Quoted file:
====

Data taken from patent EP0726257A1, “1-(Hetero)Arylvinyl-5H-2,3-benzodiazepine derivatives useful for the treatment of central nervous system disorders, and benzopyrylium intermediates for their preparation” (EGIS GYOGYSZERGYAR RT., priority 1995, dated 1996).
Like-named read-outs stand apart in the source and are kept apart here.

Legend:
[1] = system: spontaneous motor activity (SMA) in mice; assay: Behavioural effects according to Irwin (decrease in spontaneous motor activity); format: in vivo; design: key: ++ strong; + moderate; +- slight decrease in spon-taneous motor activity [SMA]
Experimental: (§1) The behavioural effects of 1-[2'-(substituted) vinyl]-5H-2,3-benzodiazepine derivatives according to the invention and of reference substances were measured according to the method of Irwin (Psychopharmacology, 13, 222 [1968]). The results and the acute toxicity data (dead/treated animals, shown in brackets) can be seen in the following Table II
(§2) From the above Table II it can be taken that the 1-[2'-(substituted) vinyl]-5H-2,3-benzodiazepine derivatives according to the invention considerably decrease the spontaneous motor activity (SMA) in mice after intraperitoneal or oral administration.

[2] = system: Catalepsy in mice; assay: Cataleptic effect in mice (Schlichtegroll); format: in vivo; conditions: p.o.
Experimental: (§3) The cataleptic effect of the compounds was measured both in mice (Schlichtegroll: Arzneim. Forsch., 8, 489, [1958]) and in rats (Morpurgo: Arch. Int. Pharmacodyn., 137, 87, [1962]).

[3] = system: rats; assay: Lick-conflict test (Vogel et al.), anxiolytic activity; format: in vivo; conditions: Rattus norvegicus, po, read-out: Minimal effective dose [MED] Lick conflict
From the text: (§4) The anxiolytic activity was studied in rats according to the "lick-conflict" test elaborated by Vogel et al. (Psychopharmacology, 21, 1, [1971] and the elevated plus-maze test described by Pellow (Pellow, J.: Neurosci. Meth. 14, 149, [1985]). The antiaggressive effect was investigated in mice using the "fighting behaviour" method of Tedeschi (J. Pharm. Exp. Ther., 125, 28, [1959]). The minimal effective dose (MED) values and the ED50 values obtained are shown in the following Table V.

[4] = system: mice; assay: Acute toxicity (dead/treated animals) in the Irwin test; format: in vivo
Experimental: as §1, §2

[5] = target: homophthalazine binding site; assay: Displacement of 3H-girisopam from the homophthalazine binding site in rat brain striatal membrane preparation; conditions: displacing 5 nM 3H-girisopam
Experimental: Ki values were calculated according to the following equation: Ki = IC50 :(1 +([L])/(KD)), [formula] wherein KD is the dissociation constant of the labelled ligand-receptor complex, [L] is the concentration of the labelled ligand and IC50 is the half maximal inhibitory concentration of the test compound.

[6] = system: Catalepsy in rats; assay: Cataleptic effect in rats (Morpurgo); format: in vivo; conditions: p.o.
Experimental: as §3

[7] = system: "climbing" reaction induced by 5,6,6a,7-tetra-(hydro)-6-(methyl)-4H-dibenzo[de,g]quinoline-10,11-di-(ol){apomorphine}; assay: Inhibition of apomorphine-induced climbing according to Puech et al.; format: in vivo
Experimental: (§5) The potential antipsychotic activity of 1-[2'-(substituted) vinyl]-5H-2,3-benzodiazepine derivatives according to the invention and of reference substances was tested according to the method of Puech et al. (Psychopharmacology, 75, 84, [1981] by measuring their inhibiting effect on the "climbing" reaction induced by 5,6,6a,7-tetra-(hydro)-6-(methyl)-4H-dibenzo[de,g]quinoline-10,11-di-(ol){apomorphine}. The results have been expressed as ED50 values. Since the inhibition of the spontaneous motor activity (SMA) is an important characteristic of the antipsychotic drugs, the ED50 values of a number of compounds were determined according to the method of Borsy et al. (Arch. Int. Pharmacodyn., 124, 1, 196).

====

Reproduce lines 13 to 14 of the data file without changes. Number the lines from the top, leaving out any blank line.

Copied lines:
[5] = target: homophthalazine binding site; assay: Displacement of 3H-girisopam from the homophthalazine binding site in rat brain striatal membrane preparation; conditions: displacing 5 nM 3H-girisopam
Experimental: Ki values were calculated according to the following equation: Ki = IC50 :(1 +([L])/(KD)), [formula] wherein KD is the dissociation constant of the labelled ligand-receptor complex, [L] is the concentration of the labelled ligand and IC50 is the half maximal inhibitory concentration of the test compound.